Welcome to the Custer Institute & Observatory

Long Island's oldest public observatory (est. 1927)
Suggested donation of $5 adults and $3 children.

All observing is done out in the open air, under the stars. Dress appropriately.

For the Curious

The Custer Institute and Observatory is Long Island's oldest public observatory (est.1927). Open to the public every Saturday evening from dusk until midnight, our staff of volunteers will give you a tour of the facilities and the night sky through our powerful telescopes. Custer has a library, museum, and gift shop. Frequent lectures, classes,concerts, art exhibits and other special events.


Custer Links

Updated: 12/01/Two Thousand Eighteen

Saturday Night Observing: Open 7pm-Midnight

Check our weather and the moon phase

Weather permitting, Saturday Night Observing is from 7pm to midnight where volunteer Staff provide guided tours of the sky.



  Beware the weather!
If there is or has been a snowstorm or icy roads near the date of the event, the programs will likely be cancelled and rescheduled.
Check back here for the latest information.
  Debember 2018
Saturday,
Dec 15.
6:30pm
A Jazzy Holiday with the Transitions Saxophone Quartet

Join us for a jazz-infused concert of holiday favorites including Leroy Anderson's "Sleigh Ride" Vince Guaraldi's music from "A Charlie Brown Christmas", selections from "The Nutcracker" as well as jazz arrangements of some popular holiday tunes. Stargazing (weather permitting) will follow.

Suggested Donation: $5 Adults, $3 Children Under 12


Saturday,
Jan. 5th
7-8 PM.
Lecture by Master Bee Keeper Chris Kelly: Starting in Beekeeping.

Local Master Beekeeper Chris Kelly will present a one hour lecture on some of the basics of beekeeping. Topics covered will include: the cost of getting started, equipment selection, site or hive placement considerations, and a brief overview of the beekeeping calendar year. Chris will also provide information on purchasing bees & equipment. Q & A follows.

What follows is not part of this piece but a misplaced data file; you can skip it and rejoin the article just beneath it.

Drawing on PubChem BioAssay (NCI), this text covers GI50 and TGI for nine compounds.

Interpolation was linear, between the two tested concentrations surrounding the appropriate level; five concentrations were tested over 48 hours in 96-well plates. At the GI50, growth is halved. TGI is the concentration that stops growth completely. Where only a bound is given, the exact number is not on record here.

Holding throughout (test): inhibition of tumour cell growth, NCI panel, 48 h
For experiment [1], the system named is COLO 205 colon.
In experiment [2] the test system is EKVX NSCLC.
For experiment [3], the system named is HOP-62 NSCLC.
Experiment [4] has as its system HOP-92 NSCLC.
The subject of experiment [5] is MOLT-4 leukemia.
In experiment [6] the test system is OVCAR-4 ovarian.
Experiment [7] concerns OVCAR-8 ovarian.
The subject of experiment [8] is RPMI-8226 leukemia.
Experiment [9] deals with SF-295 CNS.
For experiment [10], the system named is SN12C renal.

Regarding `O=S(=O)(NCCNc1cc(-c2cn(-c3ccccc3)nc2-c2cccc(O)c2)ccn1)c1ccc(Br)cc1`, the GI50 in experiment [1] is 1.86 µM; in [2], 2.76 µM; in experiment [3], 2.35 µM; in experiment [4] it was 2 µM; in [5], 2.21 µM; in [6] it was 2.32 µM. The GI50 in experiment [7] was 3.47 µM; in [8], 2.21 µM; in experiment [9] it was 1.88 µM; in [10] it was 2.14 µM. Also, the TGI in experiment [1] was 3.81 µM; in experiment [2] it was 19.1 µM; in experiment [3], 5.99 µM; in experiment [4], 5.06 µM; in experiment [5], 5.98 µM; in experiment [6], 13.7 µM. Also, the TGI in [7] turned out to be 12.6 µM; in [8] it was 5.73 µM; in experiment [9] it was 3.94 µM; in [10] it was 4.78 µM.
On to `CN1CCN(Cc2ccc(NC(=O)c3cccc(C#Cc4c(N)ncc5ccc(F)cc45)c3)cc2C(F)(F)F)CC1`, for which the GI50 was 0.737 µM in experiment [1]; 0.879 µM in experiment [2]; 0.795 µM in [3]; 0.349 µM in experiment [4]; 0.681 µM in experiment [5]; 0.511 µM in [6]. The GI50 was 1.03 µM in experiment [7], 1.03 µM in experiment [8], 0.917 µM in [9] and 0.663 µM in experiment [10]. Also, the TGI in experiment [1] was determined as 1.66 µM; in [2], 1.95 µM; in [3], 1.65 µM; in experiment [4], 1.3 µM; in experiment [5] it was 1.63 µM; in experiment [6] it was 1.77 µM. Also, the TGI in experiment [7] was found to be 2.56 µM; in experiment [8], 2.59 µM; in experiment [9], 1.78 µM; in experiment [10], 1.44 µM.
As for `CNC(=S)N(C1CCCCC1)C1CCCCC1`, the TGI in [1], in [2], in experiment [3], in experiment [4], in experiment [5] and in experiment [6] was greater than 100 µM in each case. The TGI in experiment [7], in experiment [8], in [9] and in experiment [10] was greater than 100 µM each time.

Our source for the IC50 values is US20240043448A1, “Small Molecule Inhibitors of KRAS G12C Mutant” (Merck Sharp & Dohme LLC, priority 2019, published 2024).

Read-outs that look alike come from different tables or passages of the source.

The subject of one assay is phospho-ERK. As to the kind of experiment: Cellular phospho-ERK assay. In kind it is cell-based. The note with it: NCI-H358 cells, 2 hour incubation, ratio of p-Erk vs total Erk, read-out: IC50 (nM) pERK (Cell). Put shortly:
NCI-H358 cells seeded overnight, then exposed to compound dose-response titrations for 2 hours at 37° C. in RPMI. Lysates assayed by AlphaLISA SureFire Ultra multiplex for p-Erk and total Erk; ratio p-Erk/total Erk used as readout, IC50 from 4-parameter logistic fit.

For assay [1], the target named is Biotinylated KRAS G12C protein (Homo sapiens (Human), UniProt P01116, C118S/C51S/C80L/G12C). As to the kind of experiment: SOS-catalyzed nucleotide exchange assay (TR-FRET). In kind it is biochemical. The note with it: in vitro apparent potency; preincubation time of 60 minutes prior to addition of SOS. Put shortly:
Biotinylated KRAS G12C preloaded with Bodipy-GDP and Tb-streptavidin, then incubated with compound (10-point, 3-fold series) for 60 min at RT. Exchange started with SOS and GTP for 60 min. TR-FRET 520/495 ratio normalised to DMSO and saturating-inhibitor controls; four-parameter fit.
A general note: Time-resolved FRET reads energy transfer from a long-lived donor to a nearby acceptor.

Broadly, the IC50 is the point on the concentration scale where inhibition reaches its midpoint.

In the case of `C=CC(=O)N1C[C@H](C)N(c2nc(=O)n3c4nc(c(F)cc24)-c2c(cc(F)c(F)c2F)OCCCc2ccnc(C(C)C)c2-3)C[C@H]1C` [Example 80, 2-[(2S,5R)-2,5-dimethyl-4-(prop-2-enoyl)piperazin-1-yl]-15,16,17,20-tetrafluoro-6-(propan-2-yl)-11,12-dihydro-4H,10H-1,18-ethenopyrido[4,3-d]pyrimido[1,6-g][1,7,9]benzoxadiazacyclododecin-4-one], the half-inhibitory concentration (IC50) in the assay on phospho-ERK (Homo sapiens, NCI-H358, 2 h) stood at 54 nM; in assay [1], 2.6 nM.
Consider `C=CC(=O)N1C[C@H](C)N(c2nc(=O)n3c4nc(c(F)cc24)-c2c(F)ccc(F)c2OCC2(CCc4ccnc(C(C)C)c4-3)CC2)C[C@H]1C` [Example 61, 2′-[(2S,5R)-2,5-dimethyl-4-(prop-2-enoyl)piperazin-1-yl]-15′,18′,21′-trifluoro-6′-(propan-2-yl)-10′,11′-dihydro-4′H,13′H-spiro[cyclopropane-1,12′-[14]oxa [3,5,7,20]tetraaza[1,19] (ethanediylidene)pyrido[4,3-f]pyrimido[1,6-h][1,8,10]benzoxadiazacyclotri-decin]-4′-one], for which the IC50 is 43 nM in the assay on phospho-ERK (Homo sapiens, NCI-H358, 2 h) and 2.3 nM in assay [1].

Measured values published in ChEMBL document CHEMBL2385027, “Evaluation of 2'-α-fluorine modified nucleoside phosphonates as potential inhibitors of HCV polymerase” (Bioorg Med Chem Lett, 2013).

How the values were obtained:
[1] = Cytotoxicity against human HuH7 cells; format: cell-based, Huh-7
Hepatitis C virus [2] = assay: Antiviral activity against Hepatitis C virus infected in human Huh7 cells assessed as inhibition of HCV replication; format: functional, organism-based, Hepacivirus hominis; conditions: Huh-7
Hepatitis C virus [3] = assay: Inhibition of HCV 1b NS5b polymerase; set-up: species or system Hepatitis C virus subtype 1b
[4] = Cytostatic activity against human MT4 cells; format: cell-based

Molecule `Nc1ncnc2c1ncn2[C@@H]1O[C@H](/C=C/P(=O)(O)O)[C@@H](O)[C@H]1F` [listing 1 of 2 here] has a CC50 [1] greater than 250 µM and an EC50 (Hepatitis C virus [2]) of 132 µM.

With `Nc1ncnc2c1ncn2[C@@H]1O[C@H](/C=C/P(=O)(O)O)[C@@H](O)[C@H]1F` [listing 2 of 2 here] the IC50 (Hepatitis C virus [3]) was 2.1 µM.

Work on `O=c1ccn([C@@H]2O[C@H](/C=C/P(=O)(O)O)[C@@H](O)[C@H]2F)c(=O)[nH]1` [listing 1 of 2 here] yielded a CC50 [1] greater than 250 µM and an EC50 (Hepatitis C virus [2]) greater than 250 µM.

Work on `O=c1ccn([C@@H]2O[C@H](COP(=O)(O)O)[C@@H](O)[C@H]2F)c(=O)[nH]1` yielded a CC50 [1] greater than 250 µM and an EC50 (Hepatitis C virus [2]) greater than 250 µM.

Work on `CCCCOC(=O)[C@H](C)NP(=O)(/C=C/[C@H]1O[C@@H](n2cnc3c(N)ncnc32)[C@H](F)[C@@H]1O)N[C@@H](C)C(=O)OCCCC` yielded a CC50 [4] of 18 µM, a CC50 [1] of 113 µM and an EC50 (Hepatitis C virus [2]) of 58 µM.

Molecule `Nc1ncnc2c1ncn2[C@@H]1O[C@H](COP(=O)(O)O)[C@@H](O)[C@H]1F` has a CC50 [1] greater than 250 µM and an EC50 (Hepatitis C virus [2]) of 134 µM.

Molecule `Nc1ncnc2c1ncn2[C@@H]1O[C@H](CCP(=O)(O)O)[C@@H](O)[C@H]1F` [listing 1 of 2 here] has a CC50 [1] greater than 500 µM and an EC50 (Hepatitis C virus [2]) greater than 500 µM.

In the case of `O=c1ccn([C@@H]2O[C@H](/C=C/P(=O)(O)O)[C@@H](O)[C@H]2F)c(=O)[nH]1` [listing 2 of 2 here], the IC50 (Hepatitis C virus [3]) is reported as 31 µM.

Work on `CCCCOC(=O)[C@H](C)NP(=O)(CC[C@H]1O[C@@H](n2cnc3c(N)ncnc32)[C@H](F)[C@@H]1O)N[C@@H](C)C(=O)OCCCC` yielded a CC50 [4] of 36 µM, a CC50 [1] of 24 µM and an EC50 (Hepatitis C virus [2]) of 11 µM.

Chris Kelly is a Cornell Master Beekeeper and a Cornell-trained entomologist with 48 years of experience keeping bees. As a former professional beekeeper, he helped develop connections with the leading researchers in Apiculture and maintains a perspective on the pressures of keeping bees today. He was one of the founding members of the Long Island Native Plant Initiative dedicated to the propagation of native plants and is currently the Director of Agricultural Operations for an environmental service responsible for re-vegetation of the eroded dunes on the shoreline and reviving waterfront areas throughout Brooklyn & Queens.

Chris is the owner of North Fork Promise Land Apiaries based in Mattituck, a sustainably managed operation of about 100 hives. In addition, Chris manages about 100 other hives for clients across Long Island. "Teaching people how to start and be successful in beekeeping has been a passion of mine for over thirty years."

Chris and the North Fork Promise Land Apiaries were recently featured by the Suffolk Times in an interview “What we Do”.

Stargazing will follow the presentation (weather permitting).
Suggested Donation $5 adults, $3 Children under 12.





Saturday,
Jan. 26
7pm
Buying your First Telescope – What you need to know.